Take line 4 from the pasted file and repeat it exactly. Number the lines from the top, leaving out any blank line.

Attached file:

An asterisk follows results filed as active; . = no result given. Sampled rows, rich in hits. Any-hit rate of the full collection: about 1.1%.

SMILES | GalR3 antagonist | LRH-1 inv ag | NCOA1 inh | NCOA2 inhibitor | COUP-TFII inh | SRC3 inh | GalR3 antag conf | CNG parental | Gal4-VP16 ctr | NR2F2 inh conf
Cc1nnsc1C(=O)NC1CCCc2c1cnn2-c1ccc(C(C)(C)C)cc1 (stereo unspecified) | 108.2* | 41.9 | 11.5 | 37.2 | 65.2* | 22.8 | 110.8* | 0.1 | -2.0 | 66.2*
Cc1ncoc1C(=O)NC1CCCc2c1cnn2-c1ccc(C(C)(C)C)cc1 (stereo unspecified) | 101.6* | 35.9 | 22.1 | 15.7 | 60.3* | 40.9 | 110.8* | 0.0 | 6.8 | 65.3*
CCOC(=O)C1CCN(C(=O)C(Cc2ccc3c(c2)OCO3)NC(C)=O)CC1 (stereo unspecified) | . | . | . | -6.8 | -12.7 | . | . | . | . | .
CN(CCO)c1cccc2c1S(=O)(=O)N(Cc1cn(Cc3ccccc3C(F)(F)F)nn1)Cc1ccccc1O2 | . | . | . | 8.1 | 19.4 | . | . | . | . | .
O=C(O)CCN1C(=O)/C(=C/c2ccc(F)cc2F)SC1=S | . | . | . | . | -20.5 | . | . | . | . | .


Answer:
Cc1ncoc1C(=O)NC1CCCc2c1cnn2-c1ccc(C(C)(C)C)cc1 (stereo unspecified) | 101.6* | 35.9 | 22.1 | 15.7 | 60.3* | 40.9 | 110.8* | 0.0 | 6.8 | 65.3*